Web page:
13. Design, Analysis and Testing of a PRSEUS Pressure Cube to Investigate Assembly Joints

    NASA Technical Reports Server (NTRS)

    Yovanof, Nicolette; Lovejoy, Andrew E.; Baraja, Jaime; Gould, Kevin

    2012-01-01

    Due to its potential to significantly increase fuel efficiency, the current focus of NASA's Environmentally Responsible Aviation Program is the hybrid wing body (HWB) aircraft. Due to the complex load condition that exists in HWB structure, as compared to traditional aircraft configurations, light-weight, cost-effective and manufacturable structural concepts are required to enable the HWB. The Pultruded Rod Stitched Efficient Unitized Structure (PRSEUS) concept is one such structural concept. A building block approach for technology development of the PRSEUS concept is being conducted. As part of this approach, a PRSEUS pressure cube was developed as a risk reduction test article to examine a new integral cap joint concept. This paper describes the design, analysis and testing of the PRSEUS pressure cube test article. The pressure cube was required to withstand a 2P, 18.4 psi, overpressure load requirement. The pristine pressure cube was tested to 2.2P with no catastrophic failure. After the addition of barely visible impact damage, the cube was pressure loaded to 48 psi where catastrophic failure occurred, meeting the scale-up requirement. Comparison of pretest and posttest analyses with the cube test response agree well, and indicate that current analysis methods can be used to accurately analyze PRSEUS structure for initial failure response.

  14. Mass modeling for bars

    NASA Technical Reports Server (NTRS)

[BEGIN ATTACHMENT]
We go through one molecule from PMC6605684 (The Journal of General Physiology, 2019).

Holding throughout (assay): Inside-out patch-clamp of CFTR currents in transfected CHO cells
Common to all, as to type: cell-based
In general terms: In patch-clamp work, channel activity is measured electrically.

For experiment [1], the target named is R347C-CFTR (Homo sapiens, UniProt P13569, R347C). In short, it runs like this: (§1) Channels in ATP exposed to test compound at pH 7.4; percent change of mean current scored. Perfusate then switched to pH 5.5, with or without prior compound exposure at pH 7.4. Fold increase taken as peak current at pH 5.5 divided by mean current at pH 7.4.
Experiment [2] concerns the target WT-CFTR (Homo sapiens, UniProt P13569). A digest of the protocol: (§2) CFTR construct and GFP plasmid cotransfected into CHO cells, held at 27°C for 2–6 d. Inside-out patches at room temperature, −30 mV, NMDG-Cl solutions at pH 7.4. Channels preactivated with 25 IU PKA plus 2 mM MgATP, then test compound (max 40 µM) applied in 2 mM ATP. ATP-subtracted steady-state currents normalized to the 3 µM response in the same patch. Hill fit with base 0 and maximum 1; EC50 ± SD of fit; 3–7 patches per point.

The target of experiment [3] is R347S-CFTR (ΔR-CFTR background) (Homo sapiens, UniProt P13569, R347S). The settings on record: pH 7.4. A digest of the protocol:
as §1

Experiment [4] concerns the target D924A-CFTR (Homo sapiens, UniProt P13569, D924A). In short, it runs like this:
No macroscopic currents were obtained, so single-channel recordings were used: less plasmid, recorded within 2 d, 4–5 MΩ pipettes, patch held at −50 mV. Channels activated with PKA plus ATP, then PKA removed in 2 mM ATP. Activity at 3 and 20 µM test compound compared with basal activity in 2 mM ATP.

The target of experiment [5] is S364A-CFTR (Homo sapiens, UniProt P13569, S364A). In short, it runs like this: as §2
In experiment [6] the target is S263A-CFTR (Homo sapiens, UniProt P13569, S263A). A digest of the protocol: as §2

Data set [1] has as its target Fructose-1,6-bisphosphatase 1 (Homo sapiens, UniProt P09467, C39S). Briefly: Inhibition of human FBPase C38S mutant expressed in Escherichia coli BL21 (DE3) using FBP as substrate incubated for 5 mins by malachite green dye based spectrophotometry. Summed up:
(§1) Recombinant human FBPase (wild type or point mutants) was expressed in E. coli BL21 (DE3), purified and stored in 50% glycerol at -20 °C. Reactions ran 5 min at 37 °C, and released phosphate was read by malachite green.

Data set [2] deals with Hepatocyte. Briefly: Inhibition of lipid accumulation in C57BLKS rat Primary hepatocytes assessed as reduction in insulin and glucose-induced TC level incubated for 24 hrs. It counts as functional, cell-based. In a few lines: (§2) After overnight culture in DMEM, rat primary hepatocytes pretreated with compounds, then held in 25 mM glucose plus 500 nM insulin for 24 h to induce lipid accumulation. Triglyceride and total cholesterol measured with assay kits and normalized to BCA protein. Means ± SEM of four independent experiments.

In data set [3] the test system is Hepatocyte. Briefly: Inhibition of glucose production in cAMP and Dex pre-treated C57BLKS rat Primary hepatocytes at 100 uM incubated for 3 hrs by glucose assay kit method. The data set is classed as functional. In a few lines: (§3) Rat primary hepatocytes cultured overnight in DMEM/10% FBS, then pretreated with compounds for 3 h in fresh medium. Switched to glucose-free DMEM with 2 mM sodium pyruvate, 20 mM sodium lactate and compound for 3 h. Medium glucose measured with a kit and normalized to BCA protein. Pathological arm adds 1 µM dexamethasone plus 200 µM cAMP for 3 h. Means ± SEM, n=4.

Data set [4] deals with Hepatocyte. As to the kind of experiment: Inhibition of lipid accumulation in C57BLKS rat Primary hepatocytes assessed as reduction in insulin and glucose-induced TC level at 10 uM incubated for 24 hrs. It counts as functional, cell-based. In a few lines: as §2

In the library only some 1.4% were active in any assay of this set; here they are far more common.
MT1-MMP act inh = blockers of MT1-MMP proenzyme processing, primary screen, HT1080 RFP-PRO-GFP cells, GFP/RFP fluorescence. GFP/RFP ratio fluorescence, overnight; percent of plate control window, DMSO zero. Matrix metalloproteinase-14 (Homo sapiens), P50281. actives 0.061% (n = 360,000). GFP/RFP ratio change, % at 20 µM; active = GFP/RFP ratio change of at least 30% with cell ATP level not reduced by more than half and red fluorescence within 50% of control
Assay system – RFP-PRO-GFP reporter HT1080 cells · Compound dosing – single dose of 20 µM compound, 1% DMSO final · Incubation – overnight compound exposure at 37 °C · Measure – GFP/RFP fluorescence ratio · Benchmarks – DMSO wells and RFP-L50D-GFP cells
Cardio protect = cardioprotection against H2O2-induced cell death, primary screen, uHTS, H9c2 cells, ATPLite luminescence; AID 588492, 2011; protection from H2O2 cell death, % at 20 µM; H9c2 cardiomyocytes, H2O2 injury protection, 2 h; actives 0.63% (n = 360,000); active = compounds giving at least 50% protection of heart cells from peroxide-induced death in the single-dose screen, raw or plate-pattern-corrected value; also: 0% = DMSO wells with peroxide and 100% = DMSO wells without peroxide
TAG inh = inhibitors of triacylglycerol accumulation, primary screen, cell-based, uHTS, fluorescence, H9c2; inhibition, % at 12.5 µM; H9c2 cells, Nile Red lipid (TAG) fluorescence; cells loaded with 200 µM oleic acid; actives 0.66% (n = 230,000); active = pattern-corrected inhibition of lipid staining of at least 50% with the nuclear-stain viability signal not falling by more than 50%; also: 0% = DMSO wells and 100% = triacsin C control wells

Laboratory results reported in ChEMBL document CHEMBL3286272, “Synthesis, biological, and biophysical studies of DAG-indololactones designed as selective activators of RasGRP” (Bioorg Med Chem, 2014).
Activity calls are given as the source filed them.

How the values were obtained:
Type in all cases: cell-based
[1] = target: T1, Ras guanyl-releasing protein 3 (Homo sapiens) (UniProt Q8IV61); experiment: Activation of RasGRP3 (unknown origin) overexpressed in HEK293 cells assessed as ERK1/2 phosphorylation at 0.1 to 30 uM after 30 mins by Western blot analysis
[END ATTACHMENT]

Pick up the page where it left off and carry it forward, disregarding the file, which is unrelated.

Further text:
Butler, Thomas G.

    1987-01-01

    Methods of modeling mass for bars are surveyed. A method for extending John Archer's concept of consistent mass beyond just translational inertia effects is included. Recommendations are given for various types of modeling situations.

  15. Short Nuss bar procedure

    PubMed Central

    2016-01-01

    The Nuss procedure is now the preferred operation for surgical correction of pectus excavatum (PE). It is a minimally invasive technique, whereby one to three curved metal bars are inserted behind the sternum in order to push it into a normal position. The bars are left in situ for three years and then removed. This procedure significantly improves quality of life and, in most cases, also improves cardiac performance. Previously, the modified Ravitch procedure was used with resection of cartilage and the use of posterior support. This article details the new modified Nuss procedure, which requires the use of shorter bars than specified by the original technique. This technique facilitates the operation as the bar may be guided manually through the chest wall and no additional stabilizing sutures are necessary. PMID:27747185